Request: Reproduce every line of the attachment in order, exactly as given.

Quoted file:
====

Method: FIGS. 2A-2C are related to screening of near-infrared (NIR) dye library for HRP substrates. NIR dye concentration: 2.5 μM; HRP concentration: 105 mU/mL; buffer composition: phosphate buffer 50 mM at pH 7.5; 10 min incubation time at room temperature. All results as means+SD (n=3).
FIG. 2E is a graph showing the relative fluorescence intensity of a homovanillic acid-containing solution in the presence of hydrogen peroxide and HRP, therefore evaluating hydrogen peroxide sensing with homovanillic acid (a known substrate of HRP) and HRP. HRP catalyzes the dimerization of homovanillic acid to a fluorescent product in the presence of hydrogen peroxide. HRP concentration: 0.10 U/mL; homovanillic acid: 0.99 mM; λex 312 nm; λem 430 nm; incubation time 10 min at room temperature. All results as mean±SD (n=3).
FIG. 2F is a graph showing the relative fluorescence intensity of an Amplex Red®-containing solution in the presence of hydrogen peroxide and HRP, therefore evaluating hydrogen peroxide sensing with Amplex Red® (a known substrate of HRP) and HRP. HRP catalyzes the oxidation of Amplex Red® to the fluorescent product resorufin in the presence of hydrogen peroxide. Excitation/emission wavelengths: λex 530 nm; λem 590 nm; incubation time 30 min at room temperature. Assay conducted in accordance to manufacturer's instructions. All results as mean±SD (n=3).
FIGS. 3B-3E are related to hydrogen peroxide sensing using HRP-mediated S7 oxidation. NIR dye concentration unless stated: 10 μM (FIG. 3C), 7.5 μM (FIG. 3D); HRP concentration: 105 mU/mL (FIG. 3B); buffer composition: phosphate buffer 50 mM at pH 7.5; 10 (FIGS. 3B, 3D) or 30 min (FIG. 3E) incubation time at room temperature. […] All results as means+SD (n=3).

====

Method: FIGS. 2A-2C are related to screening of near-infrared (NIR) dye library for HRP substrates. NIR dye concentration: 2.5 μM; HRP concentration: 105 mU/mL; buffer composition: phosphate buffer 50 mM at pH 7.5; 10 min incubation time at room temperature. All results as means+SD (n=3).
FIG. 2E is a graph showing the relative fluorescence intensity of a homovanillic acid-containing solution in the presence of hydrogen peroxide and HRP, therefore evaluating hydrogen peroxide sensing with homovanillic acid (a known substrate of HRP) and HRP. HRP catalyzes the dimerization of homovanillic acid to a fluorescent product in the presence of hydrogen peroxide. HRP concentration: 0.10 U/mL; homovanillic acid: 0.99 mM; λex 312 nm; λem 430 nm; incubation time 10 min at room temperature. All results as mean±SD (n=3).
FIG. 2F is a graph showing the relative fluorescence intensity of an Amplex Red®-containing solution in the presence of hydrogen peroxide and HRP, therefore evaluating hydrogen peroxide sensing with Amplex Red® (a known substrate of HRP) and HRP. HRP catalyzes the oxidation of Amplex Red® to the fluorescent product resorufin in the presence of hydrogen peroxide. Excitation/emission wavelengths: λex 530 nm; λem 590 nm; incubation time 30 min at room temperature. Assay conducted in accordance to manufacturer's instructions. All results as mean±SD (n=3).
FIGS. 3B-3E are related to hydrogen peroxide sensing using HRP-mediated S7 oxidation. NIR dye concentration unless stated: 10 μM (FIG. 3C), 7.5 μM (FIG. 3D); HRP concentration: 105 mU/mL (FIG. 3B); buffer composition: phosphate buffer 50 mM at pH 7.5; 10 (FIGS. 3B, 3D) or 30 min (FIG. 3E) incubation time at room temperature. […] All results as means+SD (n=3).